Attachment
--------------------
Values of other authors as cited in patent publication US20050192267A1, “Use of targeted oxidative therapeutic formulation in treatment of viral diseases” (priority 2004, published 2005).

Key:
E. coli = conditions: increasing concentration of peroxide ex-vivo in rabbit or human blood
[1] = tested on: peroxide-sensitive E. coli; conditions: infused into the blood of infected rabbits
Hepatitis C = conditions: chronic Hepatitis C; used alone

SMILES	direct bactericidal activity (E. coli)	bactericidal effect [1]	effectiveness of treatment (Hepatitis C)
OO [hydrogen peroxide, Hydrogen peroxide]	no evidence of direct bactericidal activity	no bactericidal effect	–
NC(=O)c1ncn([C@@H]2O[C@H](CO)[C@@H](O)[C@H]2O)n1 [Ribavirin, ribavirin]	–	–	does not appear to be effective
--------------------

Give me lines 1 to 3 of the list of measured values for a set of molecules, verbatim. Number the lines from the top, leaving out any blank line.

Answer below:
Values of other authors as cited in patent publication US20050192267A1, “Use of targeted oxidative therapeutic formulation in treatment of viral diseases” (priority 2004, published 2005).

Key:
E. coli = conditions: increasing concentration of peroxide ex-vivo in rabbit or human blood